print-only banner
The White House Skip Main Navigation
  
In Focus
News
News by Date
Appointments
Federal Facts
West Wing

 Home > News & Policies > October 2006

For Immediate Release
Office of the Press Secretary
October 31, 2006

President Bush Discusses Sudan with Special Envoy and Makes Remarks on North Korea
The Oval Office

Play Video  Video (Real)
RSS Feed  Presidential Remarks
Play Audio  Audio
en Español  En Español

     Fact sheet In Focus: Africa

9:26 A.M. EST

THE PRESIDENT: I just had a meeting with the presidential Special Envoy to Sudan, Andrew Natsios. I asked Andrew to serve our country and really serve the cause of humanity by taking on this important assignment. He's working very closely with Secretary Rice. He brought -- he was just there for 10 days, he came back with a grim report about the human condition of a lot of people who suffer. And, you know, Andrew -- the good thing about Andrew is -- one thing, he puts a report out there, but he also understands we've got to do something about it.

President George W. Bush and Andrew Natsios, Presidential Special Envoy for Sudan, meet with the press in the Oval Office Tuesday, Oct. 31, 2006. "The situation in Darfur is on our minds," said the President. "The people who have suffered there need to know that the United States will work with others to help solve the problem." White House photo by Kimberlee Hewitt And the United States is going to work with the international community to come up with a single plan on how to address this issue and save lives. And Andrew is going to work with other partners in peace, and they'll take that plan to the current government of Sudan.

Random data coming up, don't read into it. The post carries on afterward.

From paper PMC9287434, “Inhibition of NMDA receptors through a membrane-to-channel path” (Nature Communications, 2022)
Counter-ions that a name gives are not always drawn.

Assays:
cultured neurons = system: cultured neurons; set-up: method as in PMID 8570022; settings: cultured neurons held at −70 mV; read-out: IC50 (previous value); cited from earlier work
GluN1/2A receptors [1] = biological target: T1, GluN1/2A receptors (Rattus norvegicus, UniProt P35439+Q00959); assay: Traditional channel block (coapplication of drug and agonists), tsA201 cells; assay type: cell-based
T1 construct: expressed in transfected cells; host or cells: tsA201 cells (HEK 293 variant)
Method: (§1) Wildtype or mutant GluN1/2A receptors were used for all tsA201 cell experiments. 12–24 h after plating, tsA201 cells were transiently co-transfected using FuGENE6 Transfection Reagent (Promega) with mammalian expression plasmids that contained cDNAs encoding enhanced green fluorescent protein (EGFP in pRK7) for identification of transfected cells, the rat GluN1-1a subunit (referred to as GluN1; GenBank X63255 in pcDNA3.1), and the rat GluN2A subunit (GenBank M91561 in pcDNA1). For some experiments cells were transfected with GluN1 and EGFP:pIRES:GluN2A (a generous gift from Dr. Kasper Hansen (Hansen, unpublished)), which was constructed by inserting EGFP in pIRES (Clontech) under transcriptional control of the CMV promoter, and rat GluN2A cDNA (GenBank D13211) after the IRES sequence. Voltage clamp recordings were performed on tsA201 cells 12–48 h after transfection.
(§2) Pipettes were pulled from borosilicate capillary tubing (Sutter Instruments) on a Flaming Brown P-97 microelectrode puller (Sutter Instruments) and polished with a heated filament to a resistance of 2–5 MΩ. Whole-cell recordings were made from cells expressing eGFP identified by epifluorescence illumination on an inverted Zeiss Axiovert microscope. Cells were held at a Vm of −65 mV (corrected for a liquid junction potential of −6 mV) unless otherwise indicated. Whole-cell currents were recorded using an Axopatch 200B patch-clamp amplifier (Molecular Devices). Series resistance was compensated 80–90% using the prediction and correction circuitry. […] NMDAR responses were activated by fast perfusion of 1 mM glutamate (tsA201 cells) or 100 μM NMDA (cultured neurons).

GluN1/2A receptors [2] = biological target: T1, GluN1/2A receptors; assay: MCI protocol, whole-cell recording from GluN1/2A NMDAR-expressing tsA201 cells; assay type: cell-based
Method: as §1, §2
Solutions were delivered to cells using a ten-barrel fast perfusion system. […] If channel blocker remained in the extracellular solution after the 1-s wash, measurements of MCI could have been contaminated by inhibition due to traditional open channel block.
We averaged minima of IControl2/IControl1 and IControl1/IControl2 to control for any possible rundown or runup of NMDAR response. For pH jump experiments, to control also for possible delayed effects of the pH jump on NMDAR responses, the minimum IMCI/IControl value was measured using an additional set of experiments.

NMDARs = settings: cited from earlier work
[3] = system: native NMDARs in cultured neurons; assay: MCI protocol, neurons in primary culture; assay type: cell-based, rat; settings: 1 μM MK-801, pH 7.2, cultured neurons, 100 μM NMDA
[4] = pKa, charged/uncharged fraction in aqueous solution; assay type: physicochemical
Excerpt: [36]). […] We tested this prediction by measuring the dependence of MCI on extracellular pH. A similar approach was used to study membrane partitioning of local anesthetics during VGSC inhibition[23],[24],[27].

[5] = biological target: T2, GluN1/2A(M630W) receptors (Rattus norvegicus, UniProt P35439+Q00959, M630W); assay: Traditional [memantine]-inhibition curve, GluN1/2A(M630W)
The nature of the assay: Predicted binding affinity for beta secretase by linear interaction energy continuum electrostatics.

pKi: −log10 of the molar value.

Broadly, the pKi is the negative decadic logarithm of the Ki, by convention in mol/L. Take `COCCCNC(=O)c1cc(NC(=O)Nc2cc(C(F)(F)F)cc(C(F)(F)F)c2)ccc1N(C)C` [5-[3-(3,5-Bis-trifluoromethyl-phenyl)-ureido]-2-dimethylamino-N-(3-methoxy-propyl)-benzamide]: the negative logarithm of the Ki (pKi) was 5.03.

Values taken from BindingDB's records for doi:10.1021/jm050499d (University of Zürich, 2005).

One element of the plan is something that I strongly supported all along, and that there needs to be a credible and effective international force to go into Darfur to save lives, to make it clear that the international community respects human life, and the international community will work in concert to save human life.

Andrew, I want to thank you for taking on this assignment. The situation in Darfur is on our minds. The people who have suffered there need to know that the United States will work with others to help solve the problem. And the government of Sudan must understand that we're serious -- when you deliver a message to them, on behalf of our government, that we're earnest and serious about their necessity to step up and work with the international community. So thank you, Andrew, for that.

Today, as well, we have news out of the Far East. There is an agreement to restart the six-party talks concerning North Korea. I'm pleased, and I want to thank the Chinese for encouraging the meeting that got the agreement to get the six-party talks restarted. I've always felt like it is important for the United States to be at the table with other partners when it comes time to addressing this important issue.

And so I thank not only the Chinese, but the South Koreans, the Japanese, and the Russians for agreeing to come back to the table with North Korea. We'll be sending teams to the region to work with our partners to make sure that the current United Nations Security Council resolution is enforced, but also to make sure that the talks are effective; that we achieve the results we want, which is a North Korea that abandons their nuclear weapons programs, and her nuclear weapons, in a verifiable fashion in return for a better way forward for her people.

And so I'm very pleased with the progress being made in the Far East. Obviously, we've still got a lot of work to do. But I want to thank the Secretary for her good work when she went out to the region, and assure the American people we'll continue to work to resolve this in a peaceful way.

Thank you.

END 9:30 A.M. EST